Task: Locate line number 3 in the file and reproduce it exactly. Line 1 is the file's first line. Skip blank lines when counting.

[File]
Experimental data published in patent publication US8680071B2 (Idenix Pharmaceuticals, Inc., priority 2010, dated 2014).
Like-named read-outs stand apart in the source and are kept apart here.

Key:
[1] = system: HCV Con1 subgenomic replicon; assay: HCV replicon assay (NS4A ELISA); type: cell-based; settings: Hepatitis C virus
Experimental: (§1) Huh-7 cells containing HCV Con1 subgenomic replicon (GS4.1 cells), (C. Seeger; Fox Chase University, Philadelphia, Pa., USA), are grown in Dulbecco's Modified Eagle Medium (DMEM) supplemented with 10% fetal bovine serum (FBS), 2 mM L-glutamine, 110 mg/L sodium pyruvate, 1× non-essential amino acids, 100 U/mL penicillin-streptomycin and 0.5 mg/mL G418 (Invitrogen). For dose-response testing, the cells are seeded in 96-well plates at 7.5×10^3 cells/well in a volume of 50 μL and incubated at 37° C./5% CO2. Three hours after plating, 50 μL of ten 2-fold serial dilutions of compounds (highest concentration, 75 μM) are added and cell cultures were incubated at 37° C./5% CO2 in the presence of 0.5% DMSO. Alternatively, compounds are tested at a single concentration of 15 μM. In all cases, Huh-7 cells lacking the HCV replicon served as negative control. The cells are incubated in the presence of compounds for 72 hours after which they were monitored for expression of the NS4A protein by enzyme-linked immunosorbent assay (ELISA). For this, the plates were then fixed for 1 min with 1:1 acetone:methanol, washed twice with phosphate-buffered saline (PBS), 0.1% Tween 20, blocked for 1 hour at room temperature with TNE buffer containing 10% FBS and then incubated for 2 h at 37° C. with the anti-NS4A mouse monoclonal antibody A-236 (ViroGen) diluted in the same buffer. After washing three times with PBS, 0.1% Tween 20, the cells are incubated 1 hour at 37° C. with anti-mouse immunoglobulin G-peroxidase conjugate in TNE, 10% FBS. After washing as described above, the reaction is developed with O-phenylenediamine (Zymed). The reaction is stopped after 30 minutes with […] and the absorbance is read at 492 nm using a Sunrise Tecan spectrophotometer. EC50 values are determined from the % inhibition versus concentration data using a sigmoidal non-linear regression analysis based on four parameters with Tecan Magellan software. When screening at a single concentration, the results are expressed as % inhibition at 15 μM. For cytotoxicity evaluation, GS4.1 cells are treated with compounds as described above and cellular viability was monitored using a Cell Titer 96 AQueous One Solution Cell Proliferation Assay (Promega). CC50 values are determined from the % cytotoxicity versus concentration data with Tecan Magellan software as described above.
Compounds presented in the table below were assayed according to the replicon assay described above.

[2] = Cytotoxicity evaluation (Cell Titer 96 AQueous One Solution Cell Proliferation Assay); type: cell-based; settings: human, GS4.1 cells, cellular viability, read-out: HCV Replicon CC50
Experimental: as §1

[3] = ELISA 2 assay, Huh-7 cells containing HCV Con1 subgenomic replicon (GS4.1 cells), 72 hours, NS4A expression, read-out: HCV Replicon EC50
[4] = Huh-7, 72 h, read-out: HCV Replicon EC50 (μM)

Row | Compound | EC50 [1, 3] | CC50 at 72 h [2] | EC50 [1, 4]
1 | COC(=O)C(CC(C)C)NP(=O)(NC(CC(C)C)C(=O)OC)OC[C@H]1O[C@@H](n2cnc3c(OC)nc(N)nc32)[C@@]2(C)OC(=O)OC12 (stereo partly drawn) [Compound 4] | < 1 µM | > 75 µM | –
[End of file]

Key: